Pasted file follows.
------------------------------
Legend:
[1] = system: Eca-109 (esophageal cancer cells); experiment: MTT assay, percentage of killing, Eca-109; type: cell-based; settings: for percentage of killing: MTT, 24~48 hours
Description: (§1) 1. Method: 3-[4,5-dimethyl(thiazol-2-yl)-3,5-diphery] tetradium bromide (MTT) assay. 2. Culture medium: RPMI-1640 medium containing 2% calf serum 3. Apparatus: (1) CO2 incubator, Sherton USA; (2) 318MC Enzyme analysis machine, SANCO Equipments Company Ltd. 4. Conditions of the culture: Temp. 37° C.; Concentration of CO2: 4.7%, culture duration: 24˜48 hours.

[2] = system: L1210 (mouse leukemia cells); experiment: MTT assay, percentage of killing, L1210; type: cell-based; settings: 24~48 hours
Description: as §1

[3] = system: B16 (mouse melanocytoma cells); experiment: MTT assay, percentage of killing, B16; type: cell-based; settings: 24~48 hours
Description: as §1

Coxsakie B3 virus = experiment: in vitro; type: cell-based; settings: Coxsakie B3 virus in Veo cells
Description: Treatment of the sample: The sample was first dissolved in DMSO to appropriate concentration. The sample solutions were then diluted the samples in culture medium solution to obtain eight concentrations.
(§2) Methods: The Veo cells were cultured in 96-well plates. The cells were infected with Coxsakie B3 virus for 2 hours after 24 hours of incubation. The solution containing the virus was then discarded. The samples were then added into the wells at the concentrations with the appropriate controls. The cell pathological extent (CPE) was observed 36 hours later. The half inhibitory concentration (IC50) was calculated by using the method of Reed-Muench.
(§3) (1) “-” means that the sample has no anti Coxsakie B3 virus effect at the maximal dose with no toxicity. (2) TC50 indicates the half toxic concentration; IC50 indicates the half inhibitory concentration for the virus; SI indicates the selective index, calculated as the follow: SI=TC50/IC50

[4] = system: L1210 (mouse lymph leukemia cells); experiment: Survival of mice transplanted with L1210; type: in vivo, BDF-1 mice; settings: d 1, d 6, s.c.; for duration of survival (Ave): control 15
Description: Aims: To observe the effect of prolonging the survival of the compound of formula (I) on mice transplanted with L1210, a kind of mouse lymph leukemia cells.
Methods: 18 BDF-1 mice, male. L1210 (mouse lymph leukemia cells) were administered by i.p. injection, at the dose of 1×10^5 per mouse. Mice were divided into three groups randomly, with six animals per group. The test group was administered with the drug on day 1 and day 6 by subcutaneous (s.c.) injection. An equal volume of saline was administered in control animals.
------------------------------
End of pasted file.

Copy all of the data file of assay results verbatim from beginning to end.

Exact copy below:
Legend:
[1] = system: Eca-109 (esophageal cancer cells); experiment: MTT assay, percentage of killing, Eca-109; type: cell-based; settings: for percentage of killing: MTT, 24~48 hours
Description: (§1) 1. Method: 3-[4,5-dimethyl(thiazol-2-yl)-3,5-diphery] tetradium bromide (MTT) assay. 2. Culture medium: RPMI-1640 medium containing 2% calf serum 3. Apparatus: (1) CO2 incubator, Sherton USA; (2) 318MC Enzyme analysis machine, SANCO Equipments Company Ltd. 4. Conditions of the culture: Temp. 37° C.; Concentration of CO2: 4.7%, culture duration: 24˜48 hours.

[2] = system: L1210 (mouse leukemia cells); experiment: MTT assay, percentage of killing, L1210; type: cell-based; settings: 24~48 hours
Description: as §1

[3] = system: B16 (mouse melanocytoma cells); experiment: MTT assay, percentage of killing, B16; type: cell-based; settings: 24~48 hours
Description: as §1

Coxsakie B3 virus = experiment: in vitro; type: cell-based; settings: Coxsakie B3 virus in Veo cells
Description: Treatment of the sample: The sample was first dissolved in DMSO to appropriate concentration. The sample solutions were then diluted the samples in culture medium solution to obtain eight concentrations.
(§2) Methods: The Veo cells were cultured in 96-well plates. The cells were infected with Coxsakie B3 virus for 2 hours after 24 hours of incubation. The solution containing the virus was then discarded. The samples were then added into the wells at the concentrations with the appropriate controls. The cell pathological extent (CPE) was observed 36 hours later. The half inhibitory concentration (IC50) was calculated by using the method of Reed-Muench.
(§3) (1) “-” means that the sample has no anti Coxsakie B3 virus effect at the maximal dose with no toxicity. (2) TC50 indicates the half toxic concentration; IC50 indicates the half inhibitory concentration for the virus; SI indicates the selective index, calculated as the follow: SI=TC50/IC50

[4] = system: L1210 (mouse lymph leukemia cells); experiment: Survival of mice transplanted with L1210; type: in vivo, BDF-1 mice; settings: d 1, d 6, s.c.; for duration of survival (Ave): control 15
Description: Aims: To observe the effect of prolonging the survival of the compound of formula (I) on mice transplanted with L1210, a kind of mouse lymph leukemia cells.
Methods: 18 BDF-1 mice, male. L1210 (mouse lymph leukemia cells) were administered by i.p. injection, at the dose of 1×10^5 per mouse. Mice were divided into three groups randomly, with six animals per group. The test group was administered with the drug on day 1 and day 6 by subcutaneous (s.c.) injection. An equal volume of saline was administered in control animals.